Coal transitions—part 1

A systematic map and review of case study learnings from regional, national, and local coal phase-out experiences | Environmental Research Letters, Volume 16, Number 11


A rapid coal phase-out is needed to meet the goals of the Paris Agreement, but is hindered by serious challenges ranging from vested interests to the risks of social disruption. To understand how to organize a global coal phase-out, it is crucial to go beyond cost-effective climate mitigation scenarios and learn from the experience of previous coal transitions. Despite the relevance of the topic, evidence remains fragmented throughout different research fields, and not easily accessible. To address this gap, this paper provides a systematic map and comprehensive review of the literature on historical coal transitions. We use computer-assisted systematic mapping and review methods to chart and evaluate the available evidence on historical declines in coal production and consumption. We extracted a dataset of 278 case studies from 194 publications, covering coal transitions in 44 countries and ranging from the end of the 19th century until 2021. We find a relatively recent and rapidly expanding body of literature reflecting the growing importance of an early coal phase-out in scientific and political debates. Previous evidence has primarily focused on the United Kingdom, the United States, and Germany, while other countries that experienced large coal declines, like those in Eastern Europe, are strongly underrepresented. An increasing number of studies, mostly published in the last 5 years, has been focusing on China. Most of the countries successfully reducing coal dependency have undergone both demand-side and supply-side transitions. This supports the use of policy approaches targeting both demand and supply to achieve a complete coal phase-out. From a political economy perspective, our dataset highlights that most transitions are driven by rising production costs for coal, falling prices for alternative energies, or local environmental concerns, especially regarding air pollution. The main challenges for coal-dependent regions are structural change transformations, in particular for industry and labor. Rising unemployment is the most largely documented outcome in the sample. Policymakers at multiple levels are instrumental in facilitating coal transitions. They rely mainly on regulatory instruments to foster the transitions and compensation schemes or investment plans to deal with their transformative processes. Even though many models suggest that coal phase-outs are among the low-hanging fruits on the way to climate neutrality and meeting the international climate goals, our case studies analysis highlights the intricate political economy at work that needs to be addressed through well-designed and just policies.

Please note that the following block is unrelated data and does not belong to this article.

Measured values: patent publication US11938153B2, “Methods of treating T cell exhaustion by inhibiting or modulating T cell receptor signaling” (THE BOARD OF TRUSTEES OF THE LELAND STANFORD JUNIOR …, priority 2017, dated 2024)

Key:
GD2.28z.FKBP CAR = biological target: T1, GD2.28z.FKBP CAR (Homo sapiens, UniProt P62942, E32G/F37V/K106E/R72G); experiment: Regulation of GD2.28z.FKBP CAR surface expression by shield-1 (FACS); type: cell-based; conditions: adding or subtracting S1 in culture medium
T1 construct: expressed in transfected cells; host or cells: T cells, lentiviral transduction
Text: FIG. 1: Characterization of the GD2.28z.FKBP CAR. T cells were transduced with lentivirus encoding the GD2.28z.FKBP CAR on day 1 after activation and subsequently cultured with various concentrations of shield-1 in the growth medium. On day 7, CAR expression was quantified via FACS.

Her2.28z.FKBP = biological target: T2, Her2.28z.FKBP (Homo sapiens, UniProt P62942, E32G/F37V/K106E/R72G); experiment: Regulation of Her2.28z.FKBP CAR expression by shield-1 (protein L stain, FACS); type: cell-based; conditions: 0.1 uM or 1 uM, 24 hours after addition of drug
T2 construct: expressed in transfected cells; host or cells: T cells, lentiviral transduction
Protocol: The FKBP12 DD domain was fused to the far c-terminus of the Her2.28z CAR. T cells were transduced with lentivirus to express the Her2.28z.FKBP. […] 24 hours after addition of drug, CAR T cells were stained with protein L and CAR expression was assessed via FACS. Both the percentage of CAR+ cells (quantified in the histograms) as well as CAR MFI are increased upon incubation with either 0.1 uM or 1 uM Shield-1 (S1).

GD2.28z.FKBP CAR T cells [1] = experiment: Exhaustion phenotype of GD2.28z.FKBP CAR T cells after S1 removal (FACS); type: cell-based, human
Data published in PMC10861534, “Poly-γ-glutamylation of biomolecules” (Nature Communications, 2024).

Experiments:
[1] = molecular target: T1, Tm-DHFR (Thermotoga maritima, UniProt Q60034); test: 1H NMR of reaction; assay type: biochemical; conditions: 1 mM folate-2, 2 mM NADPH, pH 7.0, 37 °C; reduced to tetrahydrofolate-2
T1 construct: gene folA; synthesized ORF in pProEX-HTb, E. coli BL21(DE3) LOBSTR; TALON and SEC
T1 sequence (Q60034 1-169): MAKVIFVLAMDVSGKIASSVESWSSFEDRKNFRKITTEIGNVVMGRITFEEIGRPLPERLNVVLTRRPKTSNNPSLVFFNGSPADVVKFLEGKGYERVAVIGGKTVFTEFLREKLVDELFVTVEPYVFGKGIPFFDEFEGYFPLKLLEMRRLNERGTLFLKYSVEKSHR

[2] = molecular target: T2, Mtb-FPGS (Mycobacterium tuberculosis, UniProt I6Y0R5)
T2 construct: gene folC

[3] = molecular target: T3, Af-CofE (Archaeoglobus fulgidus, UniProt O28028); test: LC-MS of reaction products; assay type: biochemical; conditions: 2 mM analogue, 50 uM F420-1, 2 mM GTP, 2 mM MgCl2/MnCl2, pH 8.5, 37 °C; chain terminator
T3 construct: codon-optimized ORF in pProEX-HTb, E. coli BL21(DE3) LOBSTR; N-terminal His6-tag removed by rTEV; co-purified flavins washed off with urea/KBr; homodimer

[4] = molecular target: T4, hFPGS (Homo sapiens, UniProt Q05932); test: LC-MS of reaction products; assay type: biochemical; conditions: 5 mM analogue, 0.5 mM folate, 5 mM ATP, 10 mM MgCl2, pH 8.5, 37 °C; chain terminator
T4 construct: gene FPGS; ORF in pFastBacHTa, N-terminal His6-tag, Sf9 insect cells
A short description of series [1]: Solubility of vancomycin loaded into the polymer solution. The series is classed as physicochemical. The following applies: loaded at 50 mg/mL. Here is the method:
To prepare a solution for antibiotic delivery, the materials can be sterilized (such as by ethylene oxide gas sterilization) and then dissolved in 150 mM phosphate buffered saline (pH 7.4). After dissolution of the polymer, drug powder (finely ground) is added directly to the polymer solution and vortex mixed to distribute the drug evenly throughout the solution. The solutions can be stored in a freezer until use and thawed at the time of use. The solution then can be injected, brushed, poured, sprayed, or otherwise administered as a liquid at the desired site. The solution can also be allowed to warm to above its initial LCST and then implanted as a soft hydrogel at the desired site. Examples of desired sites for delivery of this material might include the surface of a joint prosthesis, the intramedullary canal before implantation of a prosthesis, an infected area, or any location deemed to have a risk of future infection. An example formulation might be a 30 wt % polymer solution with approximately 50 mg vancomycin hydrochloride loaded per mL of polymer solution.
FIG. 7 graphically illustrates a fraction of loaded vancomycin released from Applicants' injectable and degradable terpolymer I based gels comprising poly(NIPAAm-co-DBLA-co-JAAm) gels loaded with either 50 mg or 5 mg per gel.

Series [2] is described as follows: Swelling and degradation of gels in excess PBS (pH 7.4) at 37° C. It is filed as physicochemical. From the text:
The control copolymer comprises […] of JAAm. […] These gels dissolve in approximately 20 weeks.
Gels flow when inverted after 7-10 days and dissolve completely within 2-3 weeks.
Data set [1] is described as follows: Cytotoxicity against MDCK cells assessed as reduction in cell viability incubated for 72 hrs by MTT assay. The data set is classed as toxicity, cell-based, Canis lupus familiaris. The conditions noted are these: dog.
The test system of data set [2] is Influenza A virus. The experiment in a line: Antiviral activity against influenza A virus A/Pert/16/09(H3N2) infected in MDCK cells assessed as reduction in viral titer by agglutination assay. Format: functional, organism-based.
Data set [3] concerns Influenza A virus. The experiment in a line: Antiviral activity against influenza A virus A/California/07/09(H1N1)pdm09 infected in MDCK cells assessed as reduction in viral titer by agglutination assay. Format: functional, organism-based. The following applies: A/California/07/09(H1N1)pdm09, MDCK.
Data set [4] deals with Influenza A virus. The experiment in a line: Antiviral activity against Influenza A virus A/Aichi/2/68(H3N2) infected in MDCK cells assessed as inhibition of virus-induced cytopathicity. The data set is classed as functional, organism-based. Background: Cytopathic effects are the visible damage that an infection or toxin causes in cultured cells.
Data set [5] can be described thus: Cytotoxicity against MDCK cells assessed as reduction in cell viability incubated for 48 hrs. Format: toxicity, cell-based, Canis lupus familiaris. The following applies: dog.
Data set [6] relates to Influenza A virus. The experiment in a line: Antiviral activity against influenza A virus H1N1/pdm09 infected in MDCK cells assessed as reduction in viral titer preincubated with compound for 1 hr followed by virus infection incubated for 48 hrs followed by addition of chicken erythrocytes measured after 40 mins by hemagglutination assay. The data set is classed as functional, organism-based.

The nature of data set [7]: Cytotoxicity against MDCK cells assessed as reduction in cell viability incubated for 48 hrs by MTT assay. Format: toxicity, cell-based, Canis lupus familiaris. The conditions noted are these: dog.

• Mercator Research Institute on Global Commons and Climate Change

  • TU Berlin

  • Climate and Energy College, University of Melbourne

  • Center for Global Sustainability and Department of Geographical Sciences, University of Maryland

  • School of Earth and Environment, University of Leeds

  • Potsdam Institute for Climate Impact Research

  • Australian National University, Crawford School of Public Policy

  • Faculty of Economic and Social Sciences, University of Potsdam

  • Center for Applied Economic Research, University of Münster

  • University of Wisconsin-Madison, La Follette School of Public Affairs

  • Europa-Universität Flensburg, Center for Sustainable Energy Systems

  • Science Policy Research Unit, University of Sussex Business School

  • Sustainable Engineering Group, Curtin University

  • Melbourne Sustainable Society Institute, University of Melbourne